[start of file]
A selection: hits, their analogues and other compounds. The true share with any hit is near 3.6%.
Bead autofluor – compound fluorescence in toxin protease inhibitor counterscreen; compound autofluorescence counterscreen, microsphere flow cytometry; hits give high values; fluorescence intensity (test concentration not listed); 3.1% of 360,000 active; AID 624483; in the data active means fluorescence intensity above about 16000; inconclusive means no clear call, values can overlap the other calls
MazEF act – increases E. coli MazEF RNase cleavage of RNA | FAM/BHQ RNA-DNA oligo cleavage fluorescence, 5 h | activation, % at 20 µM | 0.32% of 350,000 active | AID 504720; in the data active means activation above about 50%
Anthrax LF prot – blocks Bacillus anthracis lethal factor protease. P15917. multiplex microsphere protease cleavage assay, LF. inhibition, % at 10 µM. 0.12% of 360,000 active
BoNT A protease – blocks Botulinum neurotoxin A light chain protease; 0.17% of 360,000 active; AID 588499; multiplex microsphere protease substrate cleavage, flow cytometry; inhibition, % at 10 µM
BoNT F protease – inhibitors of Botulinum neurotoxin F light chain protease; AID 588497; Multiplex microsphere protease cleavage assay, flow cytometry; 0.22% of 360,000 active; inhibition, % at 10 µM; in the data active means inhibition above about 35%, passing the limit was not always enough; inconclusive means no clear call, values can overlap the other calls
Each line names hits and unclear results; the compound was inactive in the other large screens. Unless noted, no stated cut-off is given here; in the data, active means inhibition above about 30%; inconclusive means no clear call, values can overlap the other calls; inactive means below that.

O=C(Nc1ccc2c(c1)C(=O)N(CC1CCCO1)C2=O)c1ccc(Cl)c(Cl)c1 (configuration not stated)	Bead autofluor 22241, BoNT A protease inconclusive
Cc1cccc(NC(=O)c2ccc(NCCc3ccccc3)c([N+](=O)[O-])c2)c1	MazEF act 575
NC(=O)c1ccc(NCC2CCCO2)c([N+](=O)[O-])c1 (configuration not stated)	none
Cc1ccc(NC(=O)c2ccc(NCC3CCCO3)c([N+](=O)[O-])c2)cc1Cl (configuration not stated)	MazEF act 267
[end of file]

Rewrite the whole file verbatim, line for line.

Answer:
A selection: hits, their analogues and other compounds. The true share with any hit is near 3.6%.
Bead autofluor – compound fluorescence in toxin protease inhibitor counterscreen; compound autofluorescence counterscreen, microsphere flow cytometry; hits give high values; fluorescence intensity (test concentration not listed); 3.1% of 360,000 active; AID 624483; in the data active means fluorescence intensity above about 16000; inconclusive means no clear call, values can overlap the other calls
MazEF act – increases E. coli MazEF RNase cleavage of RNA | FAM/BHQ RNA-DNA oligo cleavage fluorescence, 5 h | activation, % at 20 µM | 0.32% of 350,000 active | AID 504720; in the data active means activation above about 50%
Anthrax LF prot – blocks Bacillus anthracis lethal factor protease. P15917. multiplex microsphere protease cleavage assay, LF. inhibition, % at 10 µM. 0.12% of 360,000 active
BoNT A protease – blocks Botulinum neurotoxin A light chain protease; 0.17% of 360,000 active; AID 588499; multiplex microsphere protease substrate cleavage, flow cytometry; inhibition, % at 10 µM
BoNT F protease – inhibitors of Botulinum neurotoxin F light chain protease; AID 588497; Multiplex microsphere protease cleavage assay, flow cytometry; 0.22% of 360,000 active; inhibition, % at 10 µM; in the data active means inhibition above about 35%, passing the limit was not always enough; inconclusive means no clear call, values can overlap the other calls
Each line names hits and unclear results; the compound was inactive in the other large screens. Unless noted, no stated cut-off is given here; in the data, active means inhibition above about 30%; inconclusive means no clear call, values can overlap the other calls; inactive means below that.

O=C(Nc1ccc2c(c1)C(=O)N(CC1CCCO1)C2=O)c1ccc(Cl)c(Cl)c1 (configuration not stated)	Bead autofluor 22241, BoNT A protease inconclusive
Cc1cccc(NC(=O)c2ccc(NCCc3ccccc3)c([N+](=O)[O-])c2)c1	MazEF act 575
NC(=O)c1ccc(NCC2CCCO2)c([N+](=O)[O-])c1 (configuration not stated)	none
Cc1ccc(NC(=O)c2ccc(NCC3CCCO3)c([N+](=O)[O-])c2)cc1Cl (configuration not stated)	MazEF act 267